The Guardian/Sonala Olumhense
This government will (not) be…televised!
I have news for the News Agency of Nigeria (NAN). It is Barrack Obama, not John McCain, who is running for the American presidency on the ticket of the Democratic Party.
True, there is no such word as “carbinate.” I will return shortly to let NAN know that neither are there words like “demonstrate,” “indegens,” or “grounspace.” Not in English.
First, President Umaru Musa Yar’Adua to resign from office, just days after restructuring the presidency, right after reshuffling his cabinet?
It ought to have smelt fishy, even to the least experienced news professional. At Channels Television, however even the least experienced news professional seemed to have had better things to do than mind the news.
So it was somebody—anybody—in the bowels of the newsroom who leapt out of his seat with the “scoop”, a NAN “bullaytin.” It claimed the President was going to resign.
It had to have been a “bullaytin” because it did carry a warning on the label. “President Umaru Musa Yar'adua may resign after carbinate reshuffle, on health ground,” it said.
Had that least experienced news professional at Channels TV been able to pry himself away from his after-lunch beverages, he might have wondered what NAN meant, exactly. It is called fact-checking. He might have made a few phone calls. He might even have opened the dictionary to see whether there was a word—or a medication, or a game—called “carbinate”. I mean, Yar’Adua may have received something like that in Saudi Arabia recently, as part of his treatment, or as a get-well-soon present. Sodium bicarbonate, quite conceivably a relative, has several medical applications.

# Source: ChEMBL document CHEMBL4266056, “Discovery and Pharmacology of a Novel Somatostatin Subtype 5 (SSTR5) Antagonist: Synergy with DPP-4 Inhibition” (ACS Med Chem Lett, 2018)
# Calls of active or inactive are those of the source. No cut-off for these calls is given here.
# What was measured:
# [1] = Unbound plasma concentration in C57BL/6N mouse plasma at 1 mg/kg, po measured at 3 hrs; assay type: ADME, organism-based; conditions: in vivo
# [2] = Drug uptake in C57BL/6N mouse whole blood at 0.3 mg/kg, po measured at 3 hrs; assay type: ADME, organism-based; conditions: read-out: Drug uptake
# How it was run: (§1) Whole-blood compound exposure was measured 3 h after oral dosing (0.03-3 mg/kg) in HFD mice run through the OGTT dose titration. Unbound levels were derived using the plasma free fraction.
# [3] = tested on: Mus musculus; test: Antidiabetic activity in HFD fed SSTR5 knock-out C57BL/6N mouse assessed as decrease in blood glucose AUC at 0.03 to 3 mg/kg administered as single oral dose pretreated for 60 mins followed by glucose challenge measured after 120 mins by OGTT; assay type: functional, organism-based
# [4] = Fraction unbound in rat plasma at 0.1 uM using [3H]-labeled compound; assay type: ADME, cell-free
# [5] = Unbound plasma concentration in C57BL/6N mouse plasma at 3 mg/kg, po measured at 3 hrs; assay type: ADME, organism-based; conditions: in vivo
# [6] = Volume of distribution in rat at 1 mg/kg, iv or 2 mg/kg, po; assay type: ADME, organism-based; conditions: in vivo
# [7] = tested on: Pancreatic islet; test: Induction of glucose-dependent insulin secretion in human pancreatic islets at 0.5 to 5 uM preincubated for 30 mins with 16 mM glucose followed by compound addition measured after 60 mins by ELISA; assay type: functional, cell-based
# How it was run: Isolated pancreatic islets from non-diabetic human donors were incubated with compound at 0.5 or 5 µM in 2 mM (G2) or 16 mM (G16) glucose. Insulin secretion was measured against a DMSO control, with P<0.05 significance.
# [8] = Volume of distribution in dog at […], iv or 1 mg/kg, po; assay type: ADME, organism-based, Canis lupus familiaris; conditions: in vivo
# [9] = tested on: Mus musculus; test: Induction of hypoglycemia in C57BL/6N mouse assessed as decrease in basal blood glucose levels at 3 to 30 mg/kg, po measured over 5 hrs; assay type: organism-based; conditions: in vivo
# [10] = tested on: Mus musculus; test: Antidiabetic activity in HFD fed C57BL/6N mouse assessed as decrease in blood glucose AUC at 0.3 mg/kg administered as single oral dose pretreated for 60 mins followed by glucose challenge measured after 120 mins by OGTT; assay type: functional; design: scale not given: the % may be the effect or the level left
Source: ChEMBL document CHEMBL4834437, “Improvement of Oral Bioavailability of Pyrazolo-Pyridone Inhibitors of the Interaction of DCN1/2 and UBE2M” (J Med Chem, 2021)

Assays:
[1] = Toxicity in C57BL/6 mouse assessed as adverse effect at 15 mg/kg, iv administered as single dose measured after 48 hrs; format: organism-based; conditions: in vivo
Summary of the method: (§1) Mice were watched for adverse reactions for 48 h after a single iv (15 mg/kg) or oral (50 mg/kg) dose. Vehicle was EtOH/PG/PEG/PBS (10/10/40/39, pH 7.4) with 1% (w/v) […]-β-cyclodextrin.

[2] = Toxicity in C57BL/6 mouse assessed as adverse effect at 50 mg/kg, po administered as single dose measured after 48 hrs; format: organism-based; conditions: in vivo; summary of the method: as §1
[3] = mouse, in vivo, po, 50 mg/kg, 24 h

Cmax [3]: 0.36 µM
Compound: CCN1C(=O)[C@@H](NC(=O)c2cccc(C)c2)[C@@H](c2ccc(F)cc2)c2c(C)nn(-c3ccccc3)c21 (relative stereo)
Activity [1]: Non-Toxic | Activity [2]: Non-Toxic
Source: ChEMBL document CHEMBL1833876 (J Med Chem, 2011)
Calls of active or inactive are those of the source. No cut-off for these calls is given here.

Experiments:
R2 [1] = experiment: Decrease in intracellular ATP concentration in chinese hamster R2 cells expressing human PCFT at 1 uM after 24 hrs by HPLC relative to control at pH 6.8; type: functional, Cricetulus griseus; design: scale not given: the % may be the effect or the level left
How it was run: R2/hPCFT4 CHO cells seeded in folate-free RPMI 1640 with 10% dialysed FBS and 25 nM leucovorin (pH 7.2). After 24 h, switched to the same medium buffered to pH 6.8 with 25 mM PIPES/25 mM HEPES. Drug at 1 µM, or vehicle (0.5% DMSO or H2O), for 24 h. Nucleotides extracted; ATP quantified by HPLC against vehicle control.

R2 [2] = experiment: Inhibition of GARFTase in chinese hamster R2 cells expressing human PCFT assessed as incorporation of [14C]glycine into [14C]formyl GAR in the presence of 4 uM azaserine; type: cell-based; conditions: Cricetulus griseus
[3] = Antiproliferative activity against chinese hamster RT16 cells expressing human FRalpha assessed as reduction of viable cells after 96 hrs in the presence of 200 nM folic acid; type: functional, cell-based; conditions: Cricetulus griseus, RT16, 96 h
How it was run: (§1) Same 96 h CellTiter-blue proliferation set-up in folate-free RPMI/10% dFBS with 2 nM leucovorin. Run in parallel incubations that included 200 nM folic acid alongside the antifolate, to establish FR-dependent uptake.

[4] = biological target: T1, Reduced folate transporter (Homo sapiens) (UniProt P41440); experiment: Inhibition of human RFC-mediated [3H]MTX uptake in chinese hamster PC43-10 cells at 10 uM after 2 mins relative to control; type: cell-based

But he was not there, that man or woman. Neither, it seems, was anyone of serious professional clearance. So the station ran with the story and into the laugh lines of the world.
We know now, what happened right away. The Minister of Information, John Odey, the same man who was lying to Nigeria two weeks ago about the whereabouts of the President, grabbed some “security” officials and headed for NAN. A man knows the kind of news that, were it to be true, almost certainly means he is job-hunting.